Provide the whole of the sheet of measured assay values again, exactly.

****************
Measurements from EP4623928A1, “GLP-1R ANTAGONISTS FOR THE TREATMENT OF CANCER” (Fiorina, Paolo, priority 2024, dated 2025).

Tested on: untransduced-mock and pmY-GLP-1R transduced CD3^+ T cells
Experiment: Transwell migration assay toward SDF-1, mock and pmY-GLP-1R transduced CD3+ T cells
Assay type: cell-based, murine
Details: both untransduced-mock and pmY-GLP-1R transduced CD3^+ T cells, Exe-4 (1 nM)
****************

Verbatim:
Measurements from EP4623928A1, “GLP-1R ANTAGONISTS FOR THE TREATMENT OF CANCER” (Fiorina, Paolo, priority 2024, dated 2025).

Tested on: untransduced-mock and pmY-GLP-1R transduced CD3^+ T cells
Experiment: Transwell migration assay toward SDF-1, mock and pmY-GLP-1R transduced CD3+ T cells
Assay type: cell-based, murine
Details: both untransduced-mock and pmY-GLP-1R transduced CD3^+ T cells, Exe-4 (1 nM)